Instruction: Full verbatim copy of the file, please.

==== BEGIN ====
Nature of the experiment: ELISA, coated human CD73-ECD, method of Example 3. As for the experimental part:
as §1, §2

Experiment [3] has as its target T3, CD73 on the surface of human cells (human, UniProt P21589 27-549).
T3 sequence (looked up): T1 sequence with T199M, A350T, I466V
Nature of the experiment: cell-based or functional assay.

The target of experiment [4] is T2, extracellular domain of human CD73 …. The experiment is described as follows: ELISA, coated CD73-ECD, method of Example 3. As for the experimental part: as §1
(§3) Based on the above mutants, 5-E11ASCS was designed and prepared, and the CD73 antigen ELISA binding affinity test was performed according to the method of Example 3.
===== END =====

Nature of the experiment: ELISA, coated human CD73-ECD, method of Example 3. As for the experimental part:
as §1, §2

Experiment [3] has as its target T3, CD73 on the surface of human cells (human, UniProt P21589 27-549).
T3 sequence (looked up): T1 sequence with T199M, A350T, I466V
Nature of the experiment: cell-based or functional assay.

The target of experiment [4] is T2, extracellular domain of human CD73 …. The experiment is described as follows: ELISA, coated CD73-ECD, method of Example 3. As for the experimental part: as §1
(§3) Based on the above mutants, 5-E11ASCS was designed and prepared, and the CD73 antigen ELISA binding affinity test was performed according to the method of Example 3.